Bokor

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A bokor (male) or caplata (female) is a Vodou witch for hire who is said to serve the loa 'with both hands', practicing for both good and evil.[1][2] Their black magic includes the creation of zombies and the creation of 'ouangas', talismans that house spirits.[3][4]

The term Bokor can also refer to

  • the leader of the Makaya division of Vodou, which originated in the Congo region)

Description[edit]

Bokors, featured in many Haitian tales, are often associated with the creation of 'zombies' by the use of a deadening brew or potion, usually containing poison extracted from puffer fish (see Tetrodotoxin). This potion induces the drinker to appear as though they were dead; thus he is often buried. Later, the Bokor would return for the "corpse" and force it to do his bidding, such as manual labor. The "corpse" is often given deliriant drugs, mainly datura, where they enter a detached, somewhat dreamlike state. Its state is likened to being mind controlled. The person is alive but in a state where they cannot control what they say or do; at this point, when the person has been "reanimated" from the grave, or at least is moving about working for the bokor, they can be termed "zombies." However, some legends dispense with this explanation, and have the bokor raise zombies from dead bodies whose souls have departed.[4]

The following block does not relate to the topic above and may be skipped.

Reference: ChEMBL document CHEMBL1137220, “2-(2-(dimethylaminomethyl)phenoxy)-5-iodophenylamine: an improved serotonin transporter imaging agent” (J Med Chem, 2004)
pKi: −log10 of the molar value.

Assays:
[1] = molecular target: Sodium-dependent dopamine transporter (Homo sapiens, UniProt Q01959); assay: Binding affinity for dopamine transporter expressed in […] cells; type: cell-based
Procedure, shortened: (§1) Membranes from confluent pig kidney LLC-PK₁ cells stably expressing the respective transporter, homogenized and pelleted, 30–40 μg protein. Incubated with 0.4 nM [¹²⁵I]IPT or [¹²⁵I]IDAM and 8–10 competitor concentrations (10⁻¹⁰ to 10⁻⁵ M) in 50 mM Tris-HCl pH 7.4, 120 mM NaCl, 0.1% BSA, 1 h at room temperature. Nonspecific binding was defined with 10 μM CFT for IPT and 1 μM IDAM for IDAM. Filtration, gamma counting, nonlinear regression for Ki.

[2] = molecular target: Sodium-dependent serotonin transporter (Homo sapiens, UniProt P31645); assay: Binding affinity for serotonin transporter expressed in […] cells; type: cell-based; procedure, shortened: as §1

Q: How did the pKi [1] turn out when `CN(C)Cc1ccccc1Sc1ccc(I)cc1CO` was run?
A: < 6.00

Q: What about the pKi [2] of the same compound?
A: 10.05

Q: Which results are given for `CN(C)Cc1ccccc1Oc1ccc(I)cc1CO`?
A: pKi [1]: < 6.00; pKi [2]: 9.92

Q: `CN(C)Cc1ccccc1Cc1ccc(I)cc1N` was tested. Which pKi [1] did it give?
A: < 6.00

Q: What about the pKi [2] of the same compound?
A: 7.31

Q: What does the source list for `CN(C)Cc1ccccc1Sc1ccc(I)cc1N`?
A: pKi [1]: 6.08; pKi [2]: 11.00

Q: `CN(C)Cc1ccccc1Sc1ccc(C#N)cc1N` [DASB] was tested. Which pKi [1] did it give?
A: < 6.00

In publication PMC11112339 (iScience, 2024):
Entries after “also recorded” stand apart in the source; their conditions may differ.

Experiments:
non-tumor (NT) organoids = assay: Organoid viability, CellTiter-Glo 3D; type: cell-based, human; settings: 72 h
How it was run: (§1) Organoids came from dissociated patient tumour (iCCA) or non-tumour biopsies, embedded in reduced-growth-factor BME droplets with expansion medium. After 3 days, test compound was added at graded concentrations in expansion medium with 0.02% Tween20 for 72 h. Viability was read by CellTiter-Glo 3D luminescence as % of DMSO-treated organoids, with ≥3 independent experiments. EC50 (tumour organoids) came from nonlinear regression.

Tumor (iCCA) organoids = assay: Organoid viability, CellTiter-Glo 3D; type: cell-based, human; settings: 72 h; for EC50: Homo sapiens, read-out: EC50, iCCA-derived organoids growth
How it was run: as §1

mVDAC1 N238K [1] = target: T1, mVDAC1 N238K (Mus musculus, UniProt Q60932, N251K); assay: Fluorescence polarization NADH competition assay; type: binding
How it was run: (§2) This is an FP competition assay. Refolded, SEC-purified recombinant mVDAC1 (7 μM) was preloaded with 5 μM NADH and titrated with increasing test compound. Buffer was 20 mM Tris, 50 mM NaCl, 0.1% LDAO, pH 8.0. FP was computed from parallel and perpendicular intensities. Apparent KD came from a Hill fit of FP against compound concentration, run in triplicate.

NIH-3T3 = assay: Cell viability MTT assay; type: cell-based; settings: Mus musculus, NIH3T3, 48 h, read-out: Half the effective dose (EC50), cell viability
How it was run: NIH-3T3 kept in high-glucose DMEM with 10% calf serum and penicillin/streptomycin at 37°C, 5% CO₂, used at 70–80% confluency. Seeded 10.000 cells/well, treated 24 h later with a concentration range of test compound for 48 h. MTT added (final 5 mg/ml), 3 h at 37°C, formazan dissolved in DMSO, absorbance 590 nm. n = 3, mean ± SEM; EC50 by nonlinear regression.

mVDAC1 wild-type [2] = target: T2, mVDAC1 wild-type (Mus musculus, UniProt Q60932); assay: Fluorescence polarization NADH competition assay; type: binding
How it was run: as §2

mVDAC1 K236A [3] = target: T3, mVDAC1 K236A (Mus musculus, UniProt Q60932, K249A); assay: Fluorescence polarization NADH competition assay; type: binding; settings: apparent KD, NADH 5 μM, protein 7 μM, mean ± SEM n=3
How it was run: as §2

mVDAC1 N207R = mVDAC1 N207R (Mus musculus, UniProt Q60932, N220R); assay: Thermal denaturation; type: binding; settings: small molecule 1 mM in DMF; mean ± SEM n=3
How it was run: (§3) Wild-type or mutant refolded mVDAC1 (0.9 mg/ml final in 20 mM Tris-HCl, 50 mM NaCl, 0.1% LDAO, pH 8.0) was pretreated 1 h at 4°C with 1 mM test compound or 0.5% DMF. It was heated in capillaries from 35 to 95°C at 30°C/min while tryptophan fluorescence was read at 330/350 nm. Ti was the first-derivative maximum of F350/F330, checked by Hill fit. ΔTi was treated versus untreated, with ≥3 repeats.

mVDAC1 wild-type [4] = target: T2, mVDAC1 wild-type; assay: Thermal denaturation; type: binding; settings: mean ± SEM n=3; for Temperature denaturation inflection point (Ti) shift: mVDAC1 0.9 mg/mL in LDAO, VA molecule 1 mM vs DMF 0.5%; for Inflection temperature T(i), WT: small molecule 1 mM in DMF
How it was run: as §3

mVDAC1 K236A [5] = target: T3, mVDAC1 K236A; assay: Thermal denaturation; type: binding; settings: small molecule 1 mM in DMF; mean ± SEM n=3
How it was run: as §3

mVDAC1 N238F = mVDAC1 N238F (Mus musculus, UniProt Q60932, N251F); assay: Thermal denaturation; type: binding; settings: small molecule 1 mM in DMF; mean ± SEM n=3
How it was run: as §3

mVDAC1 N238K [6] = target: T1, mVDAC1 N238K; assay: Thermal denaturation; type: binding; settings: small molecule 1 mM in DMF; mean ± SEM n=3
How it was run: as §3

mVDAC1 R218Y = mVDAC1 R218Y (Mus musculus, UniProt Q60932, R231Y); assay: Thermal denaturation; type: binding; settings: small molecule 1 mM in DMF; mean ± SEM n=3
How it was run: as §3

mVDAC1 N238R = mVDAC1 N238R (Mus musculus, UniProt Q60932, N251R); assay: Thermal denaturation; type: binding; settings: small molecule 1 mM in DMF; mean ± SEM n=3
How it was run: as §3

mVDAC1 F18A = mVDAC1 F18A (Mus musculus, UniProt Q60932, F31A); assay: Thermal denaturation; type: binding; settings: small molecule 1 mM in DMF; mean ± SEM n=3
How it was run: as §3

Also, bokors are said to work with zombie astrals – souls or spirits which are captured in a fetish and made to enhance the Bokor's power.[4] Bokors normally work with the Loas Baron Samedi, Kalfu, Legba and Simbi (snake loa), and in some cases they are said to work with Grand Bois, the loa of the forest.

Bokors are similar to the "root workers" of Vodou and New Orleans voodoo. Some may be priests of a Vodou house. Bokor are usually chosen from birth, those who are believed to bear a great ashe (power). A Bokor can be, by worldly terms, good or evil, though some sources (Judeo-Christian) consider him an evil version of a houngan.[3]

See also[edit]

References[edit]

  1. ^ Edmonds, Enniss B.; Gonzalez, Michelle A., eds. (2010). "Caribbean Religious History: An Introduction". p. 125. ISBN 9780814722343. Retrieved 2 November 2015.
  2. ^ Hall, Michael R. (2012). "Historical Dictionary of Haiti". p. 269. ISBN 9780810875494. Retrieved 14 June 2018.
  3. ^ a b Zombies (from 'Encyclopedia of Death and Dying' website, with added references there. Accessed 2008-06-15.)
  4. ^ a b c Report on Voodoo Archived 2007-06-29 at the Wayback Machine., from Self-Ascription Without Qualia: A Case-Study (PDF) – Chalmers, David J.; Department of Philosophy, University of California, Santa Cruz